Hey, Yoga Teachers: Drop The Spiritual Stuff

I became a better teacher and person once I dropped the spiritual stuff.

My first year of yoga teaching brought up so much anxiety. I was grasping to appear yogic, wise, sensitive, and spiritual all the time. While I was sincere and developed in many ways, I wasn’t those things every moment of the day, and I felt tremendous pressure to live up to my perceived standards of a yoga teacher.

This left me confused about how to interact with students, what to share online, and how to socialize. The parts of myself which were unyoga-like were shut down and stored away. This segregation of self caused pain in my psyche and kept my students from having a full human experience in class.

Here are three things I've learned to do differently:

1. I relate to my students as peers. 

This doesn’t mean that I display a lack of professionalism, it means I'm relaxed enough to realize we're all on the same level. Human.

Often, I observe teachers unconsciously trying to overpower the students. Maybe teachers stand up a bit taller, lengthen their spine longer, smile bigger as if to say here I am, more present and happy than you. This focus on strenuous body positioning detracts from what should be moments of true connection, such as small talk or tea with students. This mentality is also apparent in distancing language patterns with unnatural pronouns and vocabulary are chosen. Consider the difference between One has to be mindful of.... versus I have to be mindful of ... It’s a very different feeling and experience.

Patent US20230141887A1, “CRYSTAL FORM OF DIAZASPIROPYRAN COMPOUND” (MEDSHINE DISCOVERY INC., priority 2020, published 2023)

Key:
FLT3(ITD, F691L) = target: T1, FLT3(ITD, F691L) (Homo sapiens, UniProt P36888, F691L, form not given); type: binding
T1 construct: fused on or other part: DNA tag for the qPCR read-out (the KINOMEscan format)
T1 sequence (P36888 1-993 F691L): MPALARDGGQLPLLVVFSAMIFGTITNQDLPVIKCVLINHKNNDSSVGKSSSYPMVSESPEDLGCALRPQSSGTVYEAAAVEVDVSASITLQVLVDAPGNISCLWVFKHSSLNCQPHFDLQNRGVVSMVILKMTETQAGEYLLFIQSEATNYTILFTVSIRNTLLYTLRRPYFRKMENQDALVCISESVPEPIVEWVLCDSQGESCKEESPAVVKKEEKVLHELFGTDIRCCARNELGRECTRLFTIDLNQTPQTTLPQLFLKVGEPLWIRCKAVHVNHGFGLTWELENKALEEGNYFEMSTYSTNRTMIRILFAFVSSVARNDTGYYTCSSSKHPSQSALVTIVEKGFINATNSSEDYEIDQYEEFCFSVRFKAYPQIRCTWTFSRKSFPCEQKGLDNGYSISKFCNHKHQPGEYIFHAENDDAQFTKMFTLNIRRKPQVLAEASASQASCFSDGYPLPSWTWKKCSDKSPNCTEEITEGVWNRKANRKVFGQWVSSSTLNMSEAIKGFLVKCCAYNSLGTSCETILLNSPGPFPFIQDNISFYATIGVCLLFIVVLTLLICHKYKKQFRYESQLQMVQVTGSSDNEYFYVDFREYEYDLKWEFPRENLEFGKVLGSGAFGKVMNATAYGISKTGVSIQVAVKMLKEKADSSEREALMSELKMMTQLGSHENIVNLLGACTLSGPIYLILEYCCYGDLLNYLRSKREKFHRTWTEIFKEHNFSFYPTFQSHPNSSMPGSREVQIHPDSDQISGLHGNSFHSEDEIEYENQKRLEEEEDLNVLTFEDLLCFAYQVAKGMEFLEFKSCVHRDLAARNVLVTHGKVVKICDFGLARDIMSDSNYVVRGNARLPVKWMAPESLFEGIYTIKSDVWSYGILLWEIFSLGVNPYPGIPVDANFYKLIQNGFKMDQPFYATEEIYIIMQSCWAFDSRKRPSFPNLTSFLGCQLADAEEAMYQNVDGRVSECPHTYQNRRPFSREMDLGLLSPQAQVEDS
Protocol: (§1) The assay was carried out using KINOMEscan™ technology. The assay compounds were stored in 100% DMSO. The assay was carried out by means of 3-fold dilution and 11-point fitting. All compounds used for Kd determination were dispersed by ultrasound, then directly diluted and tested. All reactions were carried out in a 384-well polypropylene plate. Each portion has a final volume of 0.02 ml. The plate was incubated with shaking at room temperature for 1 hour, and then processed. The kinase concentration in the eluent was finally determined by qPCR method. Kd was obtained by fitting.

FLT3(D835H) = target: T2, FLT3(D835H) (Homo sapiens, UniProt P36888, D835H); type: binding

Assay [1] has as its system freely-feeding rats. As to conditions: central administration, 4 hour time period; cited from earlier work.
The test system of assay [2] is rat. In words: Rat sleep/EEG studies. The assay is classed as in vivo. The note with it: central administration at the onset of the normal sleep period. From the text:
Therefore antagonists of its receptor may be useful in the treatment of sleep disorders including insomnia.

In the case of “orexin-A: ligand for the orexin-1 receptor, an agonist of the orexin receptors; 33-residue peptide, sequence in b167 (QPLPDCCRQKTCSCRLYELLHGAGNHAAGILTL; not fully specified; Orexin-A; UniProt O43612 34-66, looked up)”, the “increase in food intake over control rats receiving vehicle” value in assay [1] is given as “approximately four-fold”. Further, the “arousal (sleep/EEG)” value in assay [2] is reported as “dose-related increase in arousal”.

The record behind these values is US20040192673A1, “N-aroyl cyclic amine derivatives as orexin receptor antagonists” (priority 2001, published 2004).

Settle into yourself and open to true connection.

2. I share personal experiences. 

You are so much more that your yoga practice! I’ve found that the best lessons have grown out of my own journey and experiences which don’t fit into the yoga box. It could be my interest in women’s rights, my addiction to nerdy academic talks, or even opening up about a struggle of mine. This is not to say that I use the classroom as a personal therapy session. It’s rather the art of deriving teachable moments from everyday experiences in a real context so we all can learn more.

3. I'm open about my shortcomings. 

People need to hear about your humanness so they can know your state is achievable for them. Many people walk into class and think all you do is yoga, that you would never drink alcohol, eat meat, swear, or get angry. They need to know these things about you so they can stop judging themselves so harshly. Yoga is a way of coping with life, not a spaceship to the land of perfection.

Consider that every time you personify an unrealistic view of yourself, you are robbing them of reality and perpetuating their self-judgment, not to mention your own.

One of the things I’ve gained from these approaches is the freedom to be me in my life and in my profession. I’ve also acquired great friendships, a healthier sense of self and more confidence.

If you relate to this message and in turn, try these aspects out in class, please come back and post your experience in the comments so we all can learn from each other’s journey.

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